What time period were you in the Middle East?

I was in Iraq in 2008-2010/2011 time frame, and Afghanistan from 2012-2014. 

What was the atmosphere of the US presence in those countries at that time? 

The people that I worked with- it’s definitely a stressful environment, just being there. When you first go, you don’t know what you’re going to encounter, and try- that in itself gives you some anxiety. You’re in an active war zone. In terms of being able to watch out for yourself, your co-workers from a safety perspective, and also getting a job done that you were sent there to do. I won’t say it was a Disney environment from a happy, go-lucky place, but everyone tended to try and make the best of the situation, and help each other out in terms of making it through. Did you interact often with the Afghani or Iraqi people? Every day. Military people I interacted with as well because a lot of my projects were off-installation among the populace; in route to going out to those sites, even on those sites, you’d have kids running around, which they were enamored at the military people. The uniforms and stuff. Whenever we went out we’d always try to have extra treats to give the kids. I got to spend a lot of time with both Iraqi people as well as the people in Afghanistan throughout the three deployments I went on.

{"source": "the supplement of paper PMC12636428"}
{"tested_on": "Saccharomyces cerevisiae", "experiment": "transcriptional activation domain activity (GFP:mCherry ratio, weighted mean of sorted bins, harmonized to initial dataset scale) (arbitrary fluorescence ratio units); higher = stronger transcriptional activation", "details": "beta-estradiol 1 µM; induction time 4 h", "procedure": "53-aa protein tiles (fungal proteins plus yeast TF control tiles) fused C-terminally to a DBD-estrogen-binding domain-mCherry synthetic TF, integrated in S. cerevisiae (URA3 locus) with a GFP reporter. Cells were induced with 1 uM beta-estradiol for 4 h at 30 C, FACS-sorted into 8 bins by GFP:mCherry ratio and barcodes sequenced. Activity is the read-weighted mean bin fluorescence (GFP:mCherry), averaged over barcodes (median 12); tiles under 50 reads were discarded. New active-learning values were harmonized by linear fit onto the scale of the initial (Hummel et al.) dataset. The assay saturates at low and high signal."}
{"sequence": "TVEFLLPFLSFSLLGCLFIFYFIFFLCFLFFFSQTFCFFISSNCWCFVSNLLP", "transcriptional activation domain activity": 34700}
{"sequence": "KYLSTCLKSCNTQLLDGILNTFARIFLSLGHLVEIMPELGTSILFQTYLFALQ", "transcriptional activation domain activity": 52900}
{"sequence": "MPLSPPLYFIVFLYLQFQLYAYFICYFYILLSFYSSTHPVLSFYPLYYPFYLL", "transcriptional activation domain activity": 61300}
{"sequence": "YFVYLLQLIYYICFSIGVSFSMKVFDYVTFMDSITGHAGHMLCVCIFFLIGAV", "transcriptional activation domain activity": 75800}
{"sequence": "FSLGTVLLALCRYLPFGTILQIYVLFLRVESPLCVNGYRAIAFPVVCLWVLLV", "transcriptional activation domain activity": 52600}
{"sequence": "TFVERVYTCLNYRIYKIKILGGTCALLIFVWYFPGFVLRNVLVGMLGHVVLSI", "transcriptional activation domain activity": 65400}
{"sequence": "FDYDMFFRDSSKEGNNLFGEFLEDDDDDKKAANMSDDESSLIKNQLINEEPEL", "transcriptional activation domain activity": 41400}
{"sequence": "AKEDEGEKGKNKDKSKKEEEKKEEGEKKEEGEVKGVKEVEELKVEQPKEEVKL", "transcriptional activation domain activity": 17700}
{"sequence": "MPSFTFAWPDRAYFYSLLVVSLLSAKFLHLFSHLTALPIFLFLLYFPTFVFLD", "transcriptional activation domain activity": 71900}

IMG_2394Did you see any combat at these locations?

Not what you consider frontline combat, but I did run into a couple of times where we tried to avoid, and were close to, several small explosions, from traps that were set on roadways and things like that. Never one-on-one combat, but just being in that environment, there were times where we had to try and go around roadways that we knew were set up for bombs and explosions, as well as crossings. 

Did you ever have any interactions with the enemy forces?

Not one-on-one, but there were several times while I was out where we encountered enemy people; I was always out with a security- I actually had a security force that I went out and travelled with. There were several times where there was some engagements, and we had to take cover and assess the situation, and find an alternate way of either getting out, or staying in place for a while until we could get someone to come in and help. 

Tell me about any specific memories or experiences that stand out.